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College Hockey:
Schwabe’s Late Power-Play Goal Tops RPI

— Northern Minnesota does not have its own amusement park, but that didn’t keep the people attending the weekend non-conference series between Minnesota-Duluth and No. 15 Rensselaer from riding a roller-coaster. The two-game set concluded Saturday night with UMD winning another come-from-behind, see-saw battle, 6-5, to sweep the series.

Evan Schwabe scored the game-winner on the power play just over a minute into the third period. Mark Carlson set up the play with a nice pass from the left faceoff circle that found Schwabe all alone in the slot, and Schwabe finished the play with a wrist shot past RPI goaltender Kevin Kurk.

“The thing that most impressed me tonight was that guys elevated their play,” said Bulldog head coach Scott Sandelin, who was also impressed by Schwabe’s winning goal.

“It was a great pass by Carly, with a guy goin’ to the net with his stick down. It wasn’t your typical power-play goal.”

It also wasn’t your typical game, especially in the second period when each team combined to score eight goals during the 20-minute span, and failed to have a shot go off-target. Every second period shot either went on goal, in the net, or was blocked by a defender.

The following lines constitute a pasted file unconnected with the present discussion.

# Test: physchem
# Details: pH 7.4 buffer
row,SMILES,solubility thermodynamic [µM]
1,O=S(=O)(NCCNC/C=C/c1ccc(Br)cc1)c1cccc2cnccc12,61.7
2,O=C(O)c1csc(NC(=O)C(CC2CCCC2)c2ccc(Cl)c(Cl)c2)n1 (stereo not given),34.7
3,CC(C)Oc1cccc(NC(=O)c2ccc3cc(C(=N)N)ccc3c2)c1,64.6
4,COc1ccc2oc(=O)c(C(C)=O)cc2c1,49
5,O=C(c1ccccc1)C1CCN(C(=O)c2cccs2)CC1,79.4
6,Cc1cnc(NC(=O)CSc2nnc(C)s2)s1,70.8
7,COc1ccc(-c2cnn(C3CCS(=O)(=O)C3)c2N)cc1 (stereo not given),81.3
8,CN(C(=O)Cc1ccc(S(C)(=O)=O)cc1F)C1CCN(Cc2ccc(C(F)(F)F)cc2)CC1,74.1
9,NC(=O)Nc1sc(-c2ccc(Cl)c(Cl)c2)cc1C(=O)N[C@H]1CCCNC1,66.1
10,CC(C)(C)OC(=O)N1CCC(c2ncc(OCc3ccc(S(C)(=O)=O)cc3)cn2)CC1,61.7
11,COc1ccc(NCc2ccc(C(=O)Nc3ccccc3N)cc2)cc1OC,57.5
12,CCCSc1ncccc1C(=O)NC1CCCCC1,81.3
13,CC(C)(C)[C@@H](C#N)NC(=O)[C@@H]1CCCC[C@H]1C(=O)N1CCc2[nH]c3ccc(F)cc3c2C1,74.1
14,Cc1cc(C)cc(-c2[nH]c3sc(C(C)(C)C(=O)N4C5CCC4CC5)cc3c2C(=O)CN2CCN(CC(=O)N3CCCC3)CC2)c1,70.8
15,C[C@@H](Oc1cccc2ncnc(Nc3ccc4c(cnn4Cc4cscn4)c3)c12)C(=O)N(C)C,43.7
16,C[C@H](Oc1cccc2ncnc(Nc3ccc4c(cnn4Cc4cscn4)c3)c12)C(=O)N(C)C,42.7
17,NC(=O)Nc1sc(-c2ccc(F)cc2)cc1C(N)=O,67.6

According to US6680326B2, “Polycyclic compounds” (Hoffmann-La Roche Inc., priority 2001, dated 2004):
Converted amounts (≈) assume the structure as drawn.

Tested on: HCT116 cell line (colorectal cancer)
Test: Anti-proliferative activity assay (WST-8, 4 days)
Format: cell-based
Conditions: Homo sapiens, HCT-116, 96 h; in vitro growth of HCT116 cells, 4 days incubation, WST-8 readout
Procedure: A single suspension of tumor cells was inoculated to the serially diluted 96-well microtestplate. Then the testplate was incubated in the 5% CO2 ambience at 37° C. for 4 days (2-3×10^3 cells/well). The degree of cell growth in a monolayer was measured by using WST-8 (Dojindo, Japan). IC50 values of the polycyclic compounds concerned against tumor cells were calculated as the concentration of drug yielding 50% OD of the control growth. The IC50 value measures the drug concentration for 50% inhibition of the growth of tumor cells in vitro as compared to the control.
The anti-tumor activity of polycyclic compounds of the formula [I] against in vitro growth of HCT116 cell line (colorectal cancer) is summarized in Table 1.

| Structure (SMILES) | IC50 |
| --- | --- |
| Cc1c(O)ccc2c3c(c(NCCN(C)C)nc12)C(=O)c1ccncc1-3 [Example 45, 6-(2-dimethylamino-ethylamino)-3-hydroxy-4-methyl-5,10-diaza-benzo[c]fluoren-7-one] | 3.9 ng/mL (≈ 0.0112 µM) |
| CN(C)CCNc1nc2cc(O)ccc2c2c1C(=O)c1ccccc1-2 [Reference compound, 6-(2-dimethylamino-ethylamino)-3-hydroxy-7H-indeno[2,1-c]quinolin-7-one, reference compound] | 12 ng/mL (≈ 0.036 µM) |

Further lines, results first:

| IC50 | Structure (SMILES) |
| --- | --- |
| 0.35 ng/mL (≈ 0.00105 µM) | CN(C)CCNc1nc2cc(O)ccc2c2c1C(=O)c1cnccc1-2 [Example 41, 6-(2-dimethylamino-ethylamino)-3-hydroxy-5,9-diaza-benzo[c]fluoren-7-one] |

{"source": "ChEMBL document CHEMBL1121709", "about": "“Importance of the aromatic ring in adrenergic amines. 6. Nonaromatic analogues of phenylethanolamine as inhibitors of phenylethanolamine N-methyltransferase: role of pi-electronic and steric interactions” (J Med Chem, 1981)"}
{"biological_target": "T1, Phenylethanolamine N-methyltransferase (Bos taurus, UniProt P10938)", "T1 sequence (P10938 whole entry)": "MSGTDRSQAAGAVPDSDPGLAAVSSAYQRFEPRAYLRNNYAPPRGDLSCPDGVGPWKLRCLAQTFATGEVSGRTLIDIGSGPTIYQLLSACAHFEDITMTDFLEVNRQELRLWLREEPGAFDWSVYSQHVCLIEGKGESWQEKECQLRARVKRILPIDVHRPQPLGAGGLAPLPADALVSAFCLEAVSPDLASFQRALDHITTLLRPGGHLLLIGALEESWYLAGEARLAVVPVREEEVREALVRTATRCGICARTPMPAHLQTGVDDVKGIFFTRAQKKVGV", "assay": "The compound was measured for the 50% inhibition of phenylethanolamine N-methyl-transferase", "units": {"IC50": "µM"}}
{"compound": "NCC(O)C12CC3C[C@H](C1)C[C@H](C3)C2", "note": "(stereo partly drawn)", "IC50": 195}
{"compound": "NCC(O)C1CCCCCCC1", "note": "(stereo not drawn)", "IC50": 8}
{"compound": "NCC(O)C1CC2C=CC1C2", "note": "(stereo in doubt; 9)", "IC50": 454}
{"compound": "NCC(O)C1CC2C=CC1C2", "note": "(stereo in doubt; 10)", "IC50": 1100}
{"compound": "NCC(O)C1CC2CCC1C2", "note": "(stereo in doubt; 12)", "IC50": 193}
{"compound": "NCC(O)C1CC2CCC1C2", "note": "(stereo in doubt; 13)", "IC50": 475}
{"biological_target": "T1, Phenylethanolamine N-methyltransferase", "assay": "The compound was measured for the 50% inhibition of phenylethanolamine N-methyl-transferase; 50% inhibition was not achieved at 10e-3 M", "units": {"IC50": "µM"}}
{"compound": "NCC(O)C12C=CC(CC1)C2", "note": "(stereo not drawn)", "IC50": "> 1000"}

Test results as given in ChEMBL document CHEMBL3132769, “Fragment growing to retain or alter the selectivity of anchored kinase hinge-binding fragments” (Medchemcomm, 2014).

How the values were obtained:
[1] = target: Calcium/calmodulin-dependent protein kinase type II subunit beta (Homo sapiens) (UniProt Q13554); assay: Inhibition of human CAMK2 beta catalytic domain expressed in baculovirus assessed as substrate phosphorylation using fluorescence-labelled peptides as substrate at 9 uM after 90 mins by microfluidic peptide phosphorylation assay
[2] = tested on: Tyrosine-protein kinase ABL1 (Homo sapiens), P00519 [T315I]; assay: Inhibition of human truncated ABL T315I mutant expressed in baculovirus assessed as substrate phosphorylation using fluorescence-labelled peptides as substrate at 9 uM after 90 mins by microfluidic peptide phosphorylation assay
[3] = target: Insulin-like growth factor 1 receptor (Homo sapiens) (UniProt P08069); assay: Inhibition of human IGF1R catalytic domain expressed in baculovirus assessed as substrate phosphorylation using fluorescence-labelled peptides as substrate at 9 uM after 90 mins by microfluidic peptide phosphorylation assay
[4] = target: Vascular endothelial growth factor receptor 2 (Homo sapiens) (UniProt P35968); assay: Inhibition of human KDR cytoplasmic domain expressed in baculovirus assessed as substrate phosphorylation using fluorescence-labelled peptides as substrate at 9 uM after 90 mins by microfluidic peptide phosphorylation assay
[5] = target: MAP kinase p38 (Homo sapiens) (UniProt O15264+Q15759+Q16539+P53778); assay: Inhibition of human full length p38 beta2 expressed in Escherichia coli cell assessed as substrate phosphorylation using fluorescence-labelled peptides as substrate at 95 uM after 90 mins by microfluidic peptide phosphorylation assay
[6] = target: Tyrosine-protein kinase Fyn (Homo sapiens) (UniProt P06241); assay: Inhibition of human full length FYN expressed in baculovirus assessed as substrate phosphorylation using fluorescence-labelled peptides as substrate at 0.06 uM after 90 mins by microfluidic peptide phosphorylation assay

UMD’s effort was again led by Judd Medak, as the Bulldog captain fired in a goal and added three assists, giving him a total of seven points for the weekend.

“He’s been consistent from day one,” said Sandelin.

“He’s been our best forward, he wears the ‘C’, he’s been our leader, he’s stepped it up.”

His linemate, Jon Francisco also stepped up with two goals in Saturday’s game, and four points on the weekend.

RPI’s effort was led by Marc Cavosie, who registered three assists. He blames a lack of concentration for the loss.

“We came out determined to play our game, but we lost our focus,” said Cavosie.

“[In the second period] we didn’t play our system, and that allowed them some breathing room.”

Special teams again played a major role. UMD converted two of its five power-play opportunities, while RPI scored three on six attempts.

However, Saturday night’s game didn’t start out looking like an offensive showcase. The two teams began with little offensive pressure during the first half of the opening period with only one shot-on-goal coming on the first three power-play situations. Then RPI took control when UMD took a bad penalty with less than three minutes to go.

Neil Petruic was whistled for interference on a play at his own blue line at the 17:37 mark. The Engineers wasted little time, as Nolan Graham scored just nine seconds later on a wrist shot that went through Rob Anderson’s pads.

That goal got the wheel’s of the roller-coaster turning. RPI took advantage of another UMD penalty early in the second period to make it 2-0. A too many men on the ice call set up Matt Murley’s goal. Murley sent in his fourth goal of the season when the puck popped out in his direction from the middle of a scramble in front of the Bulldog net.